1. Counting the cost of end of life care

    25 Sep 2014
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    Our health services are not just about our health. They are also heavily involved in our deaths.

    This year, for every 1,000 people in England, nine will die. Eight of those nine will have some hospital care during their final year of life. For four or five, a hospital bed will be their last.

    Unsurprisingly, people who are near to the end of their lives are disproportionately high users of hospital services. We estimate, that approximately 15% of all emergency hospital admissions in England belong to the 1% of people in their final year of life.

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  2. Social care and cancer: tracking care across service boundaries

    (Guest blogger)
    2 Jun 2014
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    A recently published Nuffield trust report offers a fascinating insight into the routes that cancer patients take through the care system. In an era that promotes integrated care we all accept that caring for a person extends beyond one organisation; and treatment for cancer may include primary, community and social care on top of acute hospital activities.

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  3. Reforming social care – the Japanese experience

    (Guest blogger)
    27 Nov 2013
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    How is the oldest population in the world – Japan – coping with the long-term health and social care needs of its population?

    That is the question that a new report published by the Nuffield Trust attempts to answer:Caring for an ageing population: points to consider from reform in Japan.

    I was one of a group who visited Japan as part of this project. In the report we describe how Japan introduced compulsory social care insurance to pay for care in older age.

    Briefly, everyone over the age...

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  4. Long-term care reform in the United States

    (Guest blogger)
    19 Jun 2013
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    Long-term services and support (LTSS) primarily refers to personal care services that include home help, care in nursing homes and assisted living, as well as day care.

    Of the 13 million Americans that need long-term care, only 13 per cent have received help in paying for these services. The situation is set to become even more challenging, as the proportion of Americans over the age of 65 is...

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  5. Do home palliative care services have an impact on where people die?

    (Guest blogger)
    18 Jun 2013
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    As in many other developed countries, the UK population is rapidly ageing. This has implications for the provision of health and social care, as older age and life-limiting, chronic conditions are closely linked. There is a growing need for palliative care.

    One of the key values of palliative care is to enable people to choose where to be cared for at the end of life. When asked for their...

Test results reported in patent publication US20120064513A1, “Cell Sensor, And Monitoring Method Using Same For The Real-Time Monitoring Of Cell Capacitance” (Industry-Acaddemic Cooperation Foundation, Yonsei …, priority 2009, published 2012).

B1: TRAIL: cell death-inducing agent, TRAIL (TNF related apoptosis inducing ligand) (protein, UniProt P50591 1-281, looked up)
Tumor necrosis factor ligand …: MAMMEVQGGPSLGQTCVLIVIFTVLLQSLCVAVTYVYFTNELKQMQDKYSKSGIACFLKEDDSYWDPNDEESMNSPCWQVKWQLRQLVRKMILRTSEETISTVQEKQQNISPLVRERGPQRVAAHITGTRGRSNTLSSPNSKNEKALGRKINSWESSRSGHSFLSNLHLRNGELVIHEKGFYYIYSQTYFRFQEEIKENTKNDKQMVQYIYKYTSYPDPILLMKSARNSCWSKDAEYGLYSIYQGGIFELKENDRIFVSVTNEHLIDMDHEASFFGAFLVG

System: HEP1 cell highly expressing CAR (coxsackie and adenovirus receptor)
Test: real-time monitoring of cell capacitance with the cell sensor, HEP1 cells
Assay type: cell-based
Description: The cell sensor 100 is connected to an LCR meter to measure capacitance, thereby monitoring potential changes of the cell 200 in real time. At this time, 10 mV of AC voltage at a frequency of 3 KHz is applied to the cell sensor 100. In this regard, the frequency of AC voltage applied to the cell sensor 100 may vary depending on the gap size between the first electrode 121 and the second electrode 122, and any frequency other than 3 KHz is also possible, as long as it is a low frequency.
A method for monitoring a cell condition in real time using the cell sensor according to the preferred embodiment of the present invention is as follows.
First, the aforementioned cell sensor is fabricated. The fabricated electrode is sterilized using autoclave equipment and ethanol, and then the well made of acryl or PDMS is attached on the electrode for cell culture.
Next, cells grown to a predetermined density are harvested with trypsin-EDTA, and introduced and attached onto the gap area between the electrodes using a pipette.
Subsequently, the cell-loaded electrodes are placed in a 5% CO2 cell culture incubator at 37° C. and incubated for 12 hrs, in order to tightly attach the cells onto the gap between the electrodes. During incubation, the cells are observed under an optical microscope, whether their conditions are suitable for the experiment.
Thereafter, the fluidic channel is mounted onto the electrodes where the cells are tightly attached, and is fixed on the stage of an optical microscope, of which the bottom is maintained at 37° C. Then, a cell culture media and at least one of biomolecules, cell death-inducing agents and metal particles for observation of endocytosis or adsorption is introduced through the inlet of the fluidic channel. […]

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  6. Principles matter: reforming social care funding

    11 Feb 2013
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    There is almost universal agreement that the social care system needs urgent and fundamental reform. Despite this consensus the various attempts at reform over the last 20 years have all stalled.

    Against that background Andrew Dilnot could have been considered either brave or foolhardy to accept the Government’s request to head the latest commission on reforming social care funding in 2010. Last year when it looked like the Government was planning to kick funding reform into the long-grass once again, the evidence pointed towards...

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  7. Pursuing nirvana

    27 Nov 2012
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    At last! We found evidence of an intervention which improves quality and reduces hospital costs. Is it telehealth? No! Is it greater competition? No!

    It is care by Marie Curie at the end of life. People receiving the home-based Marie Curie Nursing Service were more likely than matched patients to die at home, according to their wishes, rather than in hospitals, and less likely to have unplanned hospital care.

    This was our first excursion into examining the impact of home-based care from the 'third' sector – hopefully the first of many.

    On...

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  8. How can more people be helped to die at home?

    14 Nov 2012
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    At the Nuffield Trust we’ve worked on evaluations of a wide range of schemes over the last few years – from telehealth to integrated care and virtual wards – many of which aim (at least in part) to reduce hospital use and to move care into other less expensive settings.

    We find that although many interventions claim to make significant impacts on emergency hospital use, most do not deliver. However, we have recently published an evaluation of a service that shows a clear impact and looks like it might work.

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  9. The cost of caring for people at the end of life

    (Guest blogger)
    16 Oct 2012